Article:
With this method you can rip .flac files to whatever you want: mp3, m4a, Lossless, .ogg, etc.

For this technique, I will be using a Mac, the Web, Roxio Toast Titanium 9 and iTunes. That’s all!

Also, let me say that I do not condone “stealing” music or using P2P sites or Torrents or even Usegroups to do this. I will however recommend that if you wish to “borrow” music to “preview” before you “buy,” that’s OK!

I also tend to discourage the use of P2P as well as Torrents. You can get some nasty stuff on your system and get caught for doing “illegal” things fairly easily. What I would suggest is that you subscribe to a News Server and use something like Unison to get your files. It’s easy, safe and you can pretty much get anything out there.

OK, let’s ROCK!

For ripping .flac files sans CD Burn

Step 1 – Connect to the internet if you already haven’t. You will need to be connected for all of this to work (and, no…not just for the downloads…duh)

Step 2 – Download your files and place them in a folder where you can get to them easily

Step 3 – Open Toast and select the Audio CD creation tool

Step 4 – Drag your .flac files to the Toast window

Step 5 – Choose “Save as disc image” from the file menu or press Command-D

Step 6 – Name your disc image whatever you like. (Right now names don’t matter much. You’ll see why in a moment.) Then save it. (This should only take about a minute if you have a good, fast system.)

Step 7 – In the Toast menus, choose Utilities>Mount Disc Image or press Shift-Command (Apple)-M on your keyborad.

Step 8 – From the file browser, open the disc image you just created. If you did this correctly, the disc image you just created should mount on your desktop.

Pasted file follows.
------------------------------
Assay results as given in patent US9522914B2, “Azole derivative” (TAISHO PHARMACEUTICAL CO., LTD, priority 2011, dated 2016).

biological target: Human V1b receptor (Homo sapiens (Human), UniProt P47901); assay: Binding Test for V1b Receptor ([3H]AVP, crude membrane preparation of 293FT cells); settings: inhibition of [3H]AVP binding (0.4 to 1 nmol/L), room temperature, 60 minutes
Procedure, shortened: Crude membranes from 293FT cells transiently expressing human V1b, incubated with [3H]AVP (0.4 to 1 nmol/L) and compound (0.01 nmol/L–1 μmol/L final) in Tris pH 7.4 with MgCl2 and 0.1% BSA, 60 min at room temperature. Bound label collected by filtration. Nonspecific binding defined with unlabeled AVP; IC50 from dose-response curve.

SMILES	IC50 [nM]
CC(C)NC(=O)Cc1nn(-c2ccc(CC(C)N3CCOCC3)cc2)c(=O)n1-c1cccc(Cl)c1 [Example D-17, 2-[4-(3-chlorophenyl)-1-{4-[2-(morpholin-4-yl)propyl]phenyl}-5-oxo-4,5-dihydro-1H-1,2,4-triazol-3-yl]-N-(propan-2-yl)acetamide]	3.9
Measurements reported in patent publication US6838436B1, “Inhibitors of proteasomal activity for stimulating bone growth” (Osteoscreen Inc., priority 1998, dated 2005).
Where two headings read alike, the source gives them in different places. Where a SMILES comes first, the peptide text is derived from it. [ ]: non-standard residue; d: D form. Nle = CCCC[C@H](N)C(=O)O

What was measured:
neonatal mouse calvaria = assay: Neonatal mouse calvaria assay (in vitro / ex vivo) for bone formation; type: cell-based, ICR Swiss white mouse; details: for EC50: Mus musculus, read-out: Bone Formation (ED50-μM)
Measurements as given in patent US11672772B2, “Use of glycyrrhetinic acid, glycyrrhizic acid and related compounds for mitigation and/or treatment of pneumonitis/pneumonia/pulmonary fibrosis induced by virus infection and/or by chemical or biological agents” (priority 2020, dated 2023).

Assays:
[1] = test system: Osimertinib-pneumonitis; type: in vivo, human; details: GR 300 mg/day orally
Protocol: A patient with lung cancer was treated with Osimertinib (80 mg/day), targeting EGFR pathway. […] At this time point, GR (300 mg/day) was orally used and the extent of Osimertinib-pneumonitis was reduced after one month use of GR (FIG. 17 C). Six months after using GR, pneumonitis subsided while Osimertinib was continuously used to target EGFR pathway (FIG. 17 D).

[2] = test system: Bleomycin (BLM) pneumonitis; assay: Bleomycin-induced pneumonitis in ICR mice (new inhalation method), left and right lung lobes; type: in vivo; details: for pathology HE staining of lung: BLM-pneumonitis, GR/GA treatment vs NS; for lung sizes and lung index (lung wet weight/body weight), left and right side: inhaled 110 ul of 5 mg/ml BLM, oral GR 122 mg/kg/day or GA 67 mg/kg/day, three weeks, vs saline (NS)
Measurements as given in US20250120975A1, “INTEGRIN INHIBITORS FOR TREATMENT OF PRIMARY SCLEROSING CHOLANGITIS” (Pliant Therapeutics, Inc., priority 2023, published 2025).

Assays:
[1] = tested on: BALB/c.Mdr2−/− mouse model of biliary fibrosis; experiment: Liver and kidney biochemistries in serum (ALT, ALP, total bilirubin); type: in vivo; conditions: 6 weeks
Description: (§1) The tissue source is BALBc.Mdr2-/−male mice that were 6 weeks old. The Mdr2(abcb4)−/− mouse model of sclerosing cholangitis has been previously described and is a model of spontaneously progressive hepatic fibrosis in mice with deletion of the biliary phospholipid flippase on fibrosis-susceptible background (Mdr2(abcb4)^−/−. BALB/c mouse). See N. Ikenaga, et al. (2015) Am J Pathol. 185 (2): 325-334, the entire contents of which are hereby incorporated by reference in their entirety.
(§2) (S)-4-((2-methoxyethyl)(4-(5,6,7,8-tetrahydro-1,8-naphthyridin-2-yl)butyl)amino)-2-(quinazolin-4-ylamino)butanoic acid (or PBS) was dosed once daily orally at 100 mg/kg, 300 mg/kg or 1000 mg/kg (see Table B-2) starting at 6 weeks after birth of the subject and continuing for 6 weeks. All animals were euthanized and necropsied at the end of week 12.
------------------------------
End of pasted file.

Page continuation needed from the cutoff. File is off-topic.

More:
Step 9 – If you have iTunes setup for it’s default of launching on Audio CD insertion, it should do just that. If not, open the CD image in iTunes. iTunes will then grab all of the CD’s track names and its title for you from the Gracenote CDDB. You can also have iTunes do this manually by choosing the CD in the iTunes Devices section in iTunes’ left panel, then choosing Get CD track Names from the Advanced menu. And as long as you’re at it, grab the Album Art too.

Step 10 – Choose what encoding you want for your ripped files from the iTunes Advanced menu in the Preferences under Encoding. (In iTunes, choose File>Preferences then in the Preferences window, choose Advanced. Then choose the Encoding tab.) I presonally recommend Apple Lossless for the best fidelity. You will lose hardly anything noticeable at all if you rip from a .flac files this way.

Step 11 – Click Import CD in iTunes and wait for the process to finish!

Step 12 – You can now close Toast and eject the mounted CD image. (You could have actually closed Toast prior to this and if you want to, you can do this to get more memory for iTunes to do it’s ripping job faster. Toast does not need to be open after the CD image is mounted. You can also now burn it to CD for archival purposes if you need to.)

Step 13 – Enjoy your higher than mp3 quality digital music converted from .flac!